The New Mexico Department of Workforce Solutions held a news conference May 2 at McGee Park in Farmington. Applications were accepted at the event for the Energy Transition Act Displaced Worker Assistance Fund.
The fund is available to residents who were terminated from employment or whose contacts were terminated because of the abandonment of the San Juan Generation Station and adjacent coal mine.
PNM San Juan Generating Station, Westmoreland San Juan Mine, AIMS Cos. and Savage Services were included in those eligible to apply for benefits.
Sarita Nair, NMDWS cabinet secretary, said, “We’re so excited to be here … to kick off the applications for the energy transition or displaced worker assistance.”
Nair said she has been in New Mexico for 25 years, but grew up in Pittsburgh and recalled the 115,000 jobs lost during the closure of steel plants. She said the transition to globalization affected nearly every family in that community, but there was not the level of support there that she has seen in New Mexico.
“When I came to lead this department and got a chance to execute on the energy transition, it became my passion project,” Nair said, adding that she was “excited to see it finally come to fruition.”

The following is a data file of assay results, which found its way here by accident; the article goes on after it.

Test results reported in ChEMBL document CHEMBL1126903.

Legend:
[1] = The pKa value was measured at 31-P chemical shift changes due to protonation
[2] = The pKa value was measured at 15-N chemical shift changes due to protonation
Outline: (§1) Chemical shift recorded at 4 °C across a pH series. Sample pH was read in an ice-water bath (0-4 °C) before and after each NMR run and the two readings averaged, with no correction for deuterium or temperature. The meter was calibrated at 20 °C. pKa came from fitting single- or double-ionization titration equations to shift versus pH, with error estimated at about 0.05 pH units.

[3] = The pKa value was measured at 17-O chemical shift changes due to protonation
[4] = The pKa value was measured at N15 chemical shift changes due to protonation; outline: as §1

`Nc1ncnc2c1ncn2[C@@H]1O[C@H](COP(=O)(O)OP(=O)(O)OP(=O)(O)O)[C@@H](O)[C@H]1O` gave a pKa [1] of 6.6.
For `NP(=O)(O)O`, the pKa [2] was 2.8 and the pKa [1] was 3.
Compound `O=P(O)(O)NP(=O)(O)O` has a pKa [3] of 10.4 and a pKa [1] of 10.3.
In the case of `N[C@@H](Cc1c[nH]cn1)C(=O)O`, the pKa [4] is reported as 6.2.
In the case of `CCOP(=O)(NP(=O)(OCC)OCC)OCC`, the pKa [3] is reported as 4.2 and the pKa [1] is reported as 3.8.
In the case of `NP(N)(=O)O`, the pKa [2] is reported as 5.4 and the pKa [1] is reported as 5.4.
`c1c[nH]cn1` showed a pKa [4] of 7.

Passage of the Energy Transition Act in 2019 effected the feasibility of continued operation of San Juan Generating Station, the Westmoreland Mine and other associated businesses. Mine operations ceased at Westmoreland Mine Sept. 14, 2022, and the generating station shut down Sept. 30, 2022, and is being decommissioned.
Nair said the three main components of the act were to establish funds for economic development for new businesses, provide funds for related “issues in Indian Country” and establish the displaced worker assistance fund.
The Bureau of Indian Affairs will manage funds allotted to tribal areas while NMDWS will administer disbursement of the a $12 million fund for displaced worker assistance.
“That money came from PNM last summer,” Nair said. “We got it appropriated through the legislature this year, and that’s why we’re all here today.”
Companies that contracted with the mine or the generating station and went out of business as a result of closure of the facilities are eligible, according to Nair.
“We got a nice broad coverage for folks who lost their jobs,” Nair said.
Nair said NMDWS will accept applications at area offices during regular business hours.
Representatives from San Juan College and Dine College attended the meeting at McGee Park to answer questions about continuing education. Echo Food Bank personnel were also present to explain their services.
“Food insecurity is a huge issue in this region. We want to make sure that people have those resources,” Nair said.
Applicants should bring federal, state or tribal photo identification, current proof of residency or proof of residency at the time of layoff, which may include a pay stub or utility bill.
Nair said that determination letters will be sent a few weeks after applications are submitted. If approved, paper checks will be available to pick up at the local Workforce Solutions office.
The amount applicants can expect to receive is $20,000, which will count as taxable income, Nair said.